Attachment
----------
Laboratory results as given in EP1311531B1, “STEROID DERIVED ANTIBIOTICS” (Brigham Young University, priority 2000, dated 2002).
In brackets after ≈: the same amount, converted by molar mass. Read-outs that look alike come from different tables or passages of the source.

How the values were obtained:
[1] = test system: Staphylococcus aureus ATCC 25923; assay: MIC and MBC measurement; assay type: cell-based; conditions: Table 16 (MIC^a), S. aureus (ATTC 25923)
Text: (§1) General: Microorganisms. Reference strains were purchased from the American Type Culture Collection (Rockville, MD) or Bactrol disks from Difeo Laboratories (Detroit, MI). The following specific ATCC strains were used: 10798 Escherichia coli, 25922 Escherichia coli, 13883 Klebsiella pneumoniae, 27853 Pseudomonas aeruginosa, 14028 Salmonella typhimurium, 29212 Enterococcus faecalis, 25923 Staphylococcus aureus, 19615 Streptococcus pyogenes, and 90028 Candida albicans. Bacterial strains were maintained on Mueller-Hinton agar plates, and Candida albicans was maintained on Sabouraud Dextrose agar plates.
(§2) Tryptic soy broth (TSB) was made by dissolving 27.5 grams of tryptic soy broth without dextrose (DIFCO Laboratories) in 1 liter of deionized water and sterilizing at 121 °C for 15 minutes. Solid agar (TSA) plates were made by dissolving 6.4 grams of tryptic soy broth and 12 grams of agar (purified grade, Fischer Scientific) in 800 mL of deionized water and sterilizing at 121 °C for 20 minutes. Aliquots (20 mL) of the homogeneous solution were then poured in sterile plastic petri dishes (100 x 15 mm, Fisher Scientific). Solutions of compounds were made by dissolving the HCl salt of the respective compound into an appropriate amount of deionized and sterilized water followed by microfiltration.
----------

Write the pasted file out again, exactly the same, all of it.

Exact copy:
Laboratory results as given in EP1311531B1, “STEROID DERIVED ANTIBIOTICS” (Brigham Young University, priority 2000, dated 2002).
In brackets after ≈: the same amount, converted by molar mass. Read-outs that look alike come from different tables or passages of the source.

How the values were obtained:
[1] = test system: Staphylococcus aureus ATCC 25923; assay: MIC and MBC measurement; assay type: cell-based; conditions: Table 16 (MIC^a), S. aureus (ATTC 25923)
Text: (§1) General: Microorganisms. Reference strains were purchased from the American Type Culture Collection (Rockville, MD) or Bactrol disks from Difeo Laboratories (Detroit, MI). The following specific ATCC strains were used: 10798 Escherichia coli, 25922 Escherichia coli, 13883 Klebsiella pneumoniae, 27853 Pseudomonas aeruginosa, 14028 Salmonella typhimurium, 29212 Enterococcus faecalis, 25923 Staphylococcus aureus, 19615 Streptococcus pyogenes, and 90028 Candida albicans. Bacterial strains were maintained on Mueller-Hinton agar plates, and Candida albicans was maintained on Sabouraud Dextrose agar plates.
(§2) Tryptic soy broth (TSB) was made by dissolving 27.5 grams of tryptic soy broth without dextrose (DIFCO Laboratories) in 1 liter of deionized water and sterilizing at 121 °C for 15 minutes. Solid agar (TSA) plates were made by dissolving 6.4 grams of tryptic soy broth and 12 grams of agar (purified grade, Fischer Scientific) in 800 mL of deionized water and sterilizing at 121 °C for 20 minutes. Aliquots (20 mL) of the homogeneous solution were then poured in sterile plastic petri dishes (100 x 15 mm, Fisher Scientific). Solutions of compounds were made by dissolving the HCl salt of the respective compound into an appropriate amount of deionized and sterilized water followed by microfiltration.